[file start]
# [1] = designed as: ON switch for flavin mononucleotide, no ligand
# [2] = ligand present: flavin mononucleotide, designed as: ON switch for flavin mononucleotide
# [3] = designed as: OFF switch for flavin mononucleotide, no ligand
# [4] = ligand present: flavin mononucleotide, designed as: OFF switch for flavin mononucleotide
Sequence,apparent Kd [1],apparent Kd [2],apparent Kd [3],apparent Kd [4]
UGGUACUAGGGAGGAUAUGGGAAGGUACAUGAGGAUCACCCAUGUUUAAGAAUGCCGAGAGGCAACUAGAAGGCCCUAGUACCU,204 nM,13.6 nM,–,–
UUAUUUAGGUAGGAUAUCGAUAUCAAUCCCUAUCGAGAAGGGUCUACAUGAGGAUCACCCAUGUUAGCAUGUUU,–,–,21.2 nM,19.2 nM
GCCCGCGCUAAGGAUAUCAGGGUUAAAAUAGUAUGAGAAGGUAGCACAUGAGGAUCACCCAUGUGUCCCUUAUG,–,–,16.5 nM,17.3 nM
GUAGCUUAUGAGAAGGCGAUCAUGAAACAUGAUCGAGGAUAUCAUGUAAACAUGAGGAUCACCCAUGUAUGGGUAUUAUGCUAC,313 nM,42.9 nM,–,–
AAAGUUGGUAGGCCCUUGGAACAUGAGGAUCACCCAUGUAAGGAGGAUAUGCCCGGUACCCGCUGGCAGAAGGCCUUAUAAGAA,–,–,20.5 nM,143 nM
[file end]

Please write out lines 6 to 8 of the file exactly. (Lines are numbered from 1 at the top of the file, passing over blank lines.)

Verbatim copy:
UGGUACUAGGGAGGAUAUGGGAAGGUACAUGAGGAUCACCCAUGUUUAAGAAUGCCGAGAGGCAACUAGAAGGCCCUAGUACCU,204 nM,13.6 nM,–,–
UUAUUUAGGUAGGAUAUCGAUAUCAAUCCCUAUCGAGAAGGGUCUACAUGAGGAUCACCCAUGUUAGCAUGUUU,–,–,21.2 nM,19.2 nM
GCCCGCGCUAAGGAUAUCAGGGUUAAAAUAGUAUGAGAAGGUAGCACAUGAGGAUCACCCAUGUGUCCCUUAUG,–,–,16.5 nM,17.3 nM